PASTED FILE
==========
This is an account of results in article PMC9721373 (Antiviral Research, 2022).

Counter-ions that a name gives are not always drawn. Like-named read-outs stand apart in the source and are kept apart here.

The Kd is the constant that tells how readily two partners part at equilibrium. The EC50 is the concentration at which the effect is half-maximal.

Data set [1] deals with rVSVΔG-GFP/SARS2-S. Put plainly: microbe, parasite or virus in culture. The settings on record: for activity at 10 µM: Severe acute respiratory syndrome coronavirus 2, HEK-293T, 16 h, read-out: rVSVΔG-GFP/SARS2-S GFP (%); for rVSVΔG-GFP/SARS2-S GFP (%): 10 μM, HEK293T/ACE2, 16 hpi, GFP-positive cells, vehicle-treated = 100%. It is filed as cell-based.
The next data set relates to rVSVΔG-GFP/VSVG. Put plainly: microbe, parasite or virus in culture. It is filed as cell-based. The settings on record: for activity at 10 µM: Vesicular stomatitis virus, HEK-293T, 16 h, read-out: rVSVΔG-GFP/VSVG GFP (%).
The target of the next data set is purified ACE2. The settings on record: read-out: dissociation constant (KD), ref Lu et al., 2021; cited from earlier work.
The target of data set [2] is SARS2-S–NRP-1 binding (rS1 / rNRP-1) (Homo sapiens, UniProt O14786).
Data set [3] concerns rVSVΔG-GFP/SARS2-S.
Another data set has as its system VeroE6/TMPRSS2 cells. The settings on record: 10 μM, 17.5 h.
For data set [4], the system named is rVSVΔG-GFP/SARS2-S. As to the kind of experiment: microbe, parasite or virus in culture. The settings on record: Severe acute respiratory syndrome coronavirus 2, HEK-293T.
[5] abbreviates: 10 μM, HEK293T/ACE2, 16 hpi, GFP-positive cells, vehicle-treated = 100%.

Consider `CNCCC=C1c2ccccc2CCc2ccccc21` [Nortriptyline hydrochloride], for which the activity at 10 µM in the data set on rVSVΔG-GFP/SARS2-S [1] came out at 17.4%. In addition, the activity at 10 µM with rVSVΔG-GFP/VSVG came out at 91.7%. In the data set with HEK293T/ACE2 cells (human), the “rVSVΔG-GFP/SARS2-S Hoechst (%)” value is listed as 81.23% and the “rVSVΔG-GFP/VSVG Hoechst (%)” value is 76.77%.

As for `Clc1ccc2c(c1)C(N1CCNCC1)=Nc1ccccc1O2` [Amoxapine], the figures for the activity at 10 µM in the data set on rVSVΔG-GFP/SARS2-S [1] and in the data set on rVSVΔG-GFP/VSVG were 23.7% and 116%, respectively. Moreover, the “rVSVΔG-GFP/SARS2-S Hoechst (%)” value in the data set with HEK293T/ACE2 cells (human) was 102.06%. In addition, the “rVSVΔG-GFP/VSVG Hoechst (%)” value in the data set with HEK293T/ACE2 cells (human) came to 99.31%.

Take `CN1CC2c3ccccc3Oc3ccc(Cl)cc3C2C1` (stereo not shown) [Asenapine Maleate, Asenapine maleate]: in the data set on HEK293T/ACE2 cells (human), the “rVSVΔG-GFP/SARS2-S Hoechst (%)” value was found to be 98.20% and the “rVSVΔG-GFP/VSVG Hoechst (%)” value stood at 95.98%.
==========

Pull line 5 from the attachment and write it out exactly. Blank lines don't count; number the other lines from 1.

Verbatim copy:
The next data set relates to rVSVΔG-GFP/VSVG. Put plainly: microbe, parasite or virus in culture. It is filed as cell-based. The settings on record: for activity at 10 µM: Vesicular stomatitis virus, HEK-293T, 16 h, read-out: rVSVΔG-GFP/VSVG GFP (%).